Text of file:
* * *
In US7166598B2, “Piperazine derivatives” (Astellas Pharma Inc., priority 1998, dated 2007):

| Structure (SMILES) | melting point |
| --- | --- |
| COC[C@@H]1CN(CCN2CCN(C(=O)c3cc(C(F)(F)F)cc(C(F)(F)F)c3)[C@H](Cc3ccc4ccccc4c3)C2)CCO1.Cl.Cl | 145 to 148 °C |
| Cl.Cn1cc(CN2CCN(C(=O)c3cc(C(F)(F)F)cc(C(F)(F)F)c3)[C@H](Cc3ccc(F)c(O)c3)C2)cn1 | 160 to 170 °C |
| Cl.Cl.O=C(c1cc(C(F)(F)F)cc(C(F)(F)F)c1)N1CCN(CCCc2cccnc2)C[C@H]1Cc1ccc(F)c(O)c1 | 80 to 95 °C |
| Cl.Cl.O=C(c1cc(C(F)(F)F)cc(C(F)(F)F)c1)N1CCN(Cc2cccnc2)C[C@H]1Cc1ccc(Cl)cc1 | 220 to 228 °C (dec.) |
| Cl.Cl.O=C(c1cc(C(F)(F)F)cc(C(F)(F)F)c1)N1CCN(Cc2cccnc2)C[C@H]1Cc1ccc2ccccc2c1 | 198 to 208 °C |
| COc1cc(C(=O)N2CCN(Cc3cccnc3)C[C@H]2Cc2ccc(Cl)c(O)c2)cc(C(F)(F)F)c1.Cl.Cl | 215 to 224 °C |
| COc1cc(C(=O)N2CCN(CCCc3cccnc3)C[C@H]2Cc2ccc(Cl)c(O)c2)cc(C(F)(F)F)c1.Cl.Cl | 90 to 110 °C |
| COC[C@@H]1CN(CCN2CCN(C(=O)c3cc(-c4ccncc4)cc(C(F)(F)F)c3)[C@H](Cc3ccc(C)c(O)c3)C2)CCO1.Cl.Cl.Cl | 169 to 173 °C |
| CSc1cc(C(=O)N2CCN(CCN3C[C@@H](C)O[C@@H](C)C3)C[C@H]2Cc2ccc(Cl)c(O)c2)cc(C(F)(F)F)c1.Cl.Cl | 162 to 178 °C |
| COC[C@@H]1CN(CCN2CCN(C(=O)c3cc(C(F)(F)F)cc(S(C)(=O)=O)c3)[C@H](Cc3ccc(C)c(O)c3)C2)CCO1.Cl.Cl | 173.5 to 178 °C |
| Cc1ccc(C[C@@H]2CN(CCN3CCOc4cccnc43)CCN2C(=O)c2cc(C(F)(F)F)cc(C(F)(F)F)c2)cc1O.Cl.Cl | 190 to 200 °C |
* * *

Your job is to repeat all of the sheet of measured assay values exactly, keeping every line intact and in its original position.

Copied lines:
In US7166598B2, “Piperazine derivatives” (Astellas Pharma Inc., priority 1998, dated 2007):

| Structure (SMILES) | melting point |
| --- | --- |
| COC[C@@H]1CN(CCN2CCN(C(=O)c3cc(C(F)(F)F)cc(C(F)(F)F)c3)[C@H](Cc3ccc4ccccc4c3)C2)CCO1.Cl.Cl | 145 to 148 °C |
| Cl.Cn1cc(CN2CCN(C(=O)c3cc(C(F)(F)F)cc(C(F)(F)F)c3)[C@H](Cc3ccc(F)c(O)c3)C2)cn1 | 160 to 170 °C |
| Cl.Cl.O=C(c1cc(C(F)(F)F)cc(C(F)(F)F)c1)N1CCN(CCCc2cccnc2)C[C@H]1Cc1ccc(F)c(O)c1 | 80 to 95 °C |
| Cl.Cl.O=C(c1cc(C(F)(F)F)cc(C(F)(F)F)c1)N1CCN(Cc2cccnc2)C[C@H]1Cc1ccc(Cl)cc1 | 220 to 228 °C (dec.) |
| Cl.Cl.O=C(c1cc(C(F)(F)F)cc(C(F)(F)F)c1)N1CCN(Cc2cccnc2)C[C@H]1Cc1ccc2ccccc2c1 | 198 to 208 °C |
| COc1cc(C(=O)N2CCN(Cc3cccnc3)C[C@H]2Cc2ccc(Cl)c(O)c2)cc(C(F)(F)F)c1.Cl.Cl | 215 to 224 °C |
| COc1cc(C(=O)N2CCN(CCCc3cccnc3)C[C@H]2Cc2ccc(Cl)c(O)c2)cc(C(F)(F)F)c1.Cl.Cl | 90 to 110 °C |
| COC[C@@H]1CN(CCN2CCN(C(=O)c3cc(-c4ccncc4)cc(C(F)(F)F)c3)[C@H](Cc3ccc(C)c(O)c3)C2)CCO1.Cl.Cl.Cl | 169 to 173 °C |
| CSc1cc(C(=O)N2CCN(CCN3C[C@@H](C)O[C@@H](C)C3)C[C@H]2Cc2ccc(Cl)c(O)c2)cc(C(F)(F)F)c1.Cl.Cl | 162 to 178 °C |
| COC[C@@H]1CN(CCN2CCN(C(=O)c3cc(C(F)(F)F)cc(S(C)(=O)=O)c3)[C@H](Cc3ccc(C)c(O)c3)C2)CCO1.Cl.Cl | 173.5 to 178 °C |
| Cc1ccc(C[C@@H]2CN(CCN3CCOc4cccnc43)CCN2C(=O)c2cc(C(F)(F)F)cc(C(F)(F)F)c2)cc1O.Cl.Cl | 190 to 200 °C |